To get a yes answer from Craig on credit worthiness, Bruce wondered what he looks for with clients. Craig said for credit worthiness, they take a little bit more relaxed approach on the credit and they are really looking to make sure that the person does not have anything actively affecting how business can be done. For example, if somebody is currently in bankruptcy, foreclosure, tax liens, or judgments that might be attached to the property, then those are the types of things that would be more disqualifying. If they had some modifications in the past, there were a lot of people that fit that criteria. There were a lot of people five years ago who made the choice to let a few properties go and keep $3-$400,000 in the bank.

Craig knew of examples where they tried to make everything work and really lost everything. With credit, one of the things they look to see is if there is not anything adverse affecting it right now. They really want to see the liquidity, so if they want to pre-approve somebody for a $300,000 approval letter, they would probably want to see about $100,000 liquid in the bank. It does not mean that all that money is going to be involved in the transaction, but they want to make sure that there is more than enough liquidity to get through any situation that may be necessary.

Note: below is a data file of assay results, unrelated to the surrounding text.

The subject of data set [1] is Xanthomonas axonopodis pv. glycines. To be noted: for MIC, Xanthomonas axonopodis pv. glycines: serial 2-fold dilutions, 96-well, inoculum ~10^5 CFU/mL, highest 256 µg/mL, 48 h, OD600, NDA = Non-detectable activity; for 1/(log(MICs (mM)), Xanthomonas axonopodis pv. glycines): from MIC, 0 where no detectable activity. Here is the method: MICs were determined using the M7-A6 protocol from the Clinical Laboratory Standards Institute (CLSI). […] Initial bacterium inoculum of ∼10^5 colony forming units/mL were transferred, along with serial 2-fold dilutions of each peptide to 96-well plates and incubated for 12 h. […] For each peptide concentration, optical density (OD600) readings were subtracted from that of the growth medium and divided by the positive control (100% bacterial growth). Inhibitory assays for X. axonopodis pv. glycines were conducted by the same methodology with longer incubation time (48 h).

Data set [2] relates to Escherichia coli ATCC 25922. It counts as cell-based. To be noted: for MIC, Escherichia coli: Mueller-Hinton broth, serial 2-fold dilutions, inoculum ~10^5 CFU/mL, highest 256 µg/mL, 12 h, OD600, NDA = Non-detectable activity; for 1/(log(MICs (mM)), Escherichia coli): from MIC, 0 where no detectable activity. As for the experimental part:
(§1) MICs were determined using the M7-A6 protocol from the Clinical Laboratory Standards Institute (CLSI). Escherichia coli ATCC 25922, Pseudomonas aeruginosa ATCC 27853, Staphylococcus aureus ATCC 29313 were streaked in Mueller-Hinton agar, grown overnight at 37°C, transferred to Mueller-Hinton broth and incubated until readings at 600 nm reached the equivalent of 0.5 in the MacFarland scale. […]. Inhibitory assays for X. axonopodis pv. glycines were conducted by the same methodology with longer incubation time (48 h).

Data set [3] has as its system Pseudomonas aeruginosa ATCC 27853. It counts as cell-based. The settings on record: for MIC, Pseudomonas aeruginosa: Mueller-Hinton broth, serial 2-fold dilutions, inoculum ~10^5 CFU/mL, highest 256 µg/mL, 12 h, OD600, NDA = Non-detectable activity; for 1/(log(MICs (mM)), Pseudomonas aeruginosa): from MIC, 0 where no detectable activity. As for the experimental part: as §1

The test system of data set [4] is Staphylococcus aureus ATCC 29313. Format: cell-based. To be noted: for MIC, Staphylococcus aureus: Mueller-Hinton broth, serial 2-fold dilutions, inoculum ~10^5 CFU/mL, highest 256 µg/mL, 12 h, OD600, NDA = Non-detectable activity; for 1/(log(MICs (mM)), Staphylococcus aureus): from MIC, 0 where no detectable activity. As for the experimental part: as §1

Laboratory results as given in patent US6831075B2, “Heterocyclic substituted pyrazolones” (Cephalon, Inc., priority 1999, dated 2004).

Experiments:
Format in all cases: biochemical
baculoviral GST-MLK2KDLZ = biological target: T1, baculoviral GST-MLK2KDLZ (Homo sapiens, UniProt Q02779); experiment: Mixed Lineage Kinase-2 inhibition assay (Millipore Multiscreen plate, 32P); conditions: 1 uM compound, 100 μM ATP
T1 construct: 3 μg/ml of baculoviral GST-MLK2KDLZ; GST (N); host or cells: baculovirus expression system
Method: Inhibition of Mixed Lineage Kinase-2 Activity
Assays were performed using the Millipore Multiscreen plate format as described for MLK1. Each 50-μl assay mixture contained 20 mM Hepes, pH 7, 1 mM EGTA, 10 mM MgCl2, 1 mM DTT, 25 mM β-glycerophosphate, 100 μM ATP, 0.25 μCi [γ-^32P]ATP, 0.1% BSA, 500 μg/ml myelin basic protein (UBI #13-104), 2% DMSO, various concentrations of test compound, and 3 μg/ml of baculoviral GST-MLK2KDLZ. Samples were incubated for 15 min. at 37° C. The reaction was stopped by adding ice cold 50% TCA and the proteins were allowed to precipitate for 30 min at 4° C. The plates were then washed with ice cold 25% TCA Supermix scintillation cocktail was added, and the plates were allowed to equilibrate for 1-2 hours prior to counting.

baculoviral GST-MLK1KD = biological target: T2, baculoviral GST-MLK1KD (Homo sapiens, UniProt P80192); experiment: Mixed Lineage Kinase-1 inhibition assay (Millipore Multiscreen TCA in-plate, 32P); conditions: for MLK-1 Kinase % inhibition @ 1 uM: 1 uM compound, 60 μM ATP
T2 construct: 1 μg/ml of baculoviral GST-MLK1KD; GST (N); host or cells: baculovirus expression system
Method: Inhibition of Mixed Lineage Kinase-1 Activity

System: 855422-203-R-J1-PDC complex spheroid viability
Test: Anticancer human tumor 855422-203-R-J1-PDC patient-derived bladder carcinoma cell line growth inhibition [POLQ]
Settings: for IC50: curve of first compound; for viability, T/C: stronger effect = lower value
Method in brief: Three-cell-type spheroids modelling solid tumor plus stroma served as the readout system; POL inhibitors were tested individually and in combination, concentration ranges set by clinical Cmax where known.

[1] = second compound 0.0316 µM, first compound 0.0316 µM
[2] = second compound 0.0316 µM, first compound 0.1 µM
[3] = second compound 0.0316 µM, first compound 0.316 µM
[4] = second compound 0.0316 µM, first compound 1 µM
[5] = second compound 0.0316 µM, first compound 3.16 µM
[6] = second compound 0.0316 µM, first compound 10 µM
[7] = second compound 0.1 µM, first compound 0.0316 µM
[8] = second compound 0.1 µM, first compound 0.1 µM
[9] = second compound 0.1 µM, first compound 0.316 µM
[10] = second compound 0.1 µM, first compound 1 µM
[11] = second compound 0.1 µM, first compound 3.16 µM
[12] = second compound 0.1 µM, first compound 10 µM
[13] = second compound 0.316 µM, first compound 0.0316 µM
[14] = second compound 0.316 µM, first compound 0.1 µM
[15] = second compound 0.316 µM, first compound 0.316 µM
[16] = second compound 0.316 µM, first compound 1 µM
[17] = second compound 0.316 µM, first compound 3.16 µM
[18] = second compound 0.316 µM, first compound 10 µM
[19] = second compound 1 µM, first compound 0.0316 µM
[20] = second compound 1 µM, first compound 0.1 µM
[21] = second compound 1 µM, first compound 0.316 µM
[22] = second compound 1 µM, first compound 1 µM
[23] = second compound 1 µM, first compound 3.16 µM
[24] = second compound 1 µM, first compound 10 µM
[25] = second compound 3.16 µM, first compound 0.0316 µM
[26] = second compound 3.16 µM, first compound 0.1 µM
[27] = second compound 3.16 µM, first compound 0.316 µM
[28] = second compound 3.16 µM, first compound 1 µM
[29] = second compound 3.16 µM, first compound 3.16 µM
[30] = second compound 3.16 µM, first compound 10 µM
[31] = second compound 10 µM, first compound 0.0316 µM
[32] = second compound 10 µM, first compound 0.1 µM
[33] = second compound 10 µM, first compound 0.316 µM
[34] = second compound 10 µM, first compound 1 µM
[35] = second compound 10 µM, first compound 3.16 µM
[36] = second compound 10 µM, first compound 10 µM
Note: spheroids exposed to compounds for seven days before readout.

Bruce asked how important it is to make payments on time for the borrower. Craig said it is critical because if they do not do it one time, then they have lost access to the service. They pride themselves on the track record they have, so it is emphasized all throughout when they are dealing with somebody new that they are not happy with simply doing a deal and then them not making payments. It should not be this and then three months later they say they paid them off. This is not how their motto is set up. Their investor clients on the money side are very used to getting monthly payments, so they really search for borrowers who are going to do that. If it becomes apparent that somebody is not going to do that, then that is not somebody with whom they will repeat a loan.